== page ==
Girl Scout cookie season arrives
January 27, 2004
They’re back, but not for long.
The Girl Scouts have started their annual cookie sale at most military bases in Europe. But if you crave a Caramel deLight or thirst for Thin Mints, you have only about three weeks to make your purchase.
More than 24,000 cases of cookies have arrived, or are arriving, for distribution to Girl Scout neighborhoods in Europe, said Vickie Shackett, director of office services for the Girl Scouts North Atlantic Region.
That adds up to more than 250,000 boxes of Girl Scout cookies.
But don’t wait. Sales start when the cookies are received and run about three weeks, Shackett said, or until they’re all gone.
Then European residents will again be suffering a shortage of Shortbread cookies until next year.
Most areas have already received and started selling cookies, which are $3 a box. Troops in the Italian neighborhoods of Vicenza, Rome and Camp Darby should be receiving theirs next week and starting sales soon after, Shackett said.
Girl Scouts are selling eight different types of cookies, including their best seller, Thin Mints. A new type of cookie, the Piñata, is also available.
According to the ABC/Interbake Foods company Web site, Piñatas have a crunchy oatmeal base that’s iced on the bottom, filled with strawberry fruit, then swizzled with a sugar glaze and cinnamon crumb topping. ABC/Interbake is one of two companies that make Girl Scout cookies.
There may not be Girl Scouts in Iraq, Afghanistan or Kosovo, but there will be Girl Scout cookies for some lucky servicemembers deployed there.
The Girl Scout troops in Naples, Italy, are collecting boxes of cookies to send to deployed servicemembers.
About 100 girls in the Naples neighborhood, which is the overseas equivalent of a Girl Scout council, are selling cookies for their annual fund-raiser at all major Naples-area bases until Feb. 9.
Those buying cookies for themselves can also purchase them for the troops through the “Treats to Troops” program. Those boxes will be set aside and mailed when the sale is over.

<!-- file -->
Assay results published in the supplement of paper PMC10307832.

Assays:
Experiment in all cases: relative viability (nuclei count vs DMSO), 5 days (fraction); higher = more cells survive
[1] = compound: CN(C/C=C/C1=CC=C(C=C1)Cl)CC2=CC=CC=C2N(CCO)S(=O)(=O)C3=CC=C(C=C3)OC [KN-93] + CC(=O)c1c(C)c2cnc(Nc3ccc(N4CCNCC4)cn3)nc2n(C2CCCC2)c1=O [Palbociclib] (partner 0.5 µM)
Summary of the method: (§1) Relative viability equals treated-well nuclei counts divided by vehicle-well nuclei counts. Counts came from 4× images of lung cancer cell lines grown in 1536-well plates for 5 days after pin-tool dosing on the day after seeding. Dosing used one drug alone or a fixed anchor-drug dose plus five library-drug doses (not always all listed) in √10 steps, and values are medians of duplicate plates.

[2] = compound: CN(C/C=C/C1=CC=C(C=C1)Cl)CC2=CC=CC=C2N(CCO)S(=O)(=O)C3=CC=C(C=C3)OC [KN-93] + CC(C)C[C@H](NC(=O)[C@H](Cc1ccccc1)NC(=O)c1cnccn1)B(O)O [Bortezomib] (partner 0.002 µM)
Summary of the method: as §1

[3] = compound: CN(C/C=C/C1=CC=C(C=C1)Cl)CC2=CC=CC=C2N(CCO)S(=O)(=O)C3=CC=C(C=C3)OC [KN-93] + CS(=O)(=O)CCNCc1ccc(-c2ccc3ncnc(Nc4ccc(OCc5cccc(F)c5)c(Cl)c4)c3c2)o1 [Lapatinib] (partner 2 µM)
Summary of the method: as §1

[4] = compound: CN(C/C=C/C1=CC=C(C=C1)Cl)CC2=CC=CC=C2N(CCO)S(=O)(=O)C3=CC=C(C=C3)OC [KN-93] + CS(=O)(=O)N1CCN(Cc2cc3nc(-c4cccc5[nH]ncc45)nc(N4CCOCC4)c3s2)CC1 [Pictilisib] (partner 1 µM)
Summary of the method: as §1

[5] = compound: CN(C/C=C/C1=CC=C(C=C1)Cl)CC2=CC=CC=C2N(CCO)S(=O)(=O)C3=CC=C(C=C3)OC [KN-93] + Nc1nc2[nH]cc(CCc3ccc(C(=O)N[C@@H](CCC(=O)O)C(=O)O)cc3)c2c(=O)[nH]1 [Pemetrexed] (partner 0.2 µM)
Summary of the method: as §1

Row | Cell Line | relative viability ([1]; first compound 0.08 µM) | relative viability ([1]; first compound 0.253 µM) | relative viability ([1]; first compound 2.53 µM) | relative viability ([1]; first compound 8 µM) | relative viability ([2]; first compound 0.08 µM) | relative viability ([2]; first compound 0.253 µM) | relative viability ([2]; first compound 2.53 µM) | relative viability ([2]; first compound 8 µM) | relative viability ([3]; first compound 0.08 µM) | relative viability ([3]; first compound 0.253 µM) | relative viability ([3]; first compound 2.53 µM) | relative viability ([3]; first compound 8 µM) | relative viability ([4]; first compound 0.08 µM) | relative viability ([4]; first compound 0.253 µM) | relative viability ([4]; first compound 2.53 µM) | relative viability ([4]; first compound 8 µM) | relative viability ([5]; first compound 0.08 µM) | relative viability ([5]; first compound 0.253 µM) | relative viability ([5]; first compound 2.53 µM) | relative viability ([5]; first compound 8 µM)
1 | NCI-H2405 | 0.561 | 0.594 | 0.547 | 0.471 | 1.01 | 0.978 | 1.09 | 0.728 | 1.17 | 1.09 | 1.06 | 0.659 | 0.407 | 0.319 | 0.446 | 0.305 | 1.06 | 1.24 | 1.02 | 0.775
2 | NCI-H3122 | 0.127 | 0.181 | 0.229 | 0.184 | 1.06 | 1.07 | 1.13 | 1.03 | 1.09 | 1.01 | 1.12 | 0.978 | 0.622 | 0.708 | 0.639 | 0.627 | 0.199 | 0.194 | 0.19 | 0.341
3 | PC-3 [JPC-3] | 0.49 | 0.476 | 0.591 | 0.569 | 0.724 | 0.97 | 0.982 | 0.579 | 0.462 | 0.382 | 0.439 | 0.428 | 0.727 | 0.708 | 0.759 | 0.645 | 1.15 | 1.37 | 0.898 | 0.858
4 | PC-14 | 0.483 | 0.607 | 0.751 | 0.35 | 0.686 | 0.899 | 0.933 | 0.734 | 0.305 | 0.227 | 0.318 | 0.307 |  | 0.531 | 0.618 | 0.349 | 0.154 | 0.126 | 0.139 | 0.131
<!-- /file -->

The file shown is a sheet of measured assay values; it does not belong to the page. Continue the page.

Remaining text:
The program started last year when a detachment of Naples sailors deployed to Kuwait in support of Operation Iraqi Freedom. Neighborhood treasurer Emilie Webber came up with the idea of sending cookies to deployed sailors. Boxes went to Kuwait and sailors on the aircraft carrier USS Eisenhower.
This year, the neighborhood decided to collect and send cookies to servicemembers of all branches.
“It seems harder to get [cookies to] people in the trenches in the desert,” said the North Atlantic Region Overseas Committee’s Schonna Dungan.
Dungan said that’s because Naples is a Navy base where points of contact and addresses for units in the other services can be difficult to find. “We want to focus more on those forward deployed,” she said.
Those with names and addresses can contact Dungan at: firstname.lastname@example.org. Each unit must have a servicemember willing to accept the packages and then distribute the cookies to others in their unit.
Vickie Shackett, director of office services for the Girl Scouts North Atlantic Region, said that other European neighborhoods had discussed similar efforts to send cookies to deployed troops.
She recommended asking those selling the Girl Scout cookies if they are participating.
— Jason Chudy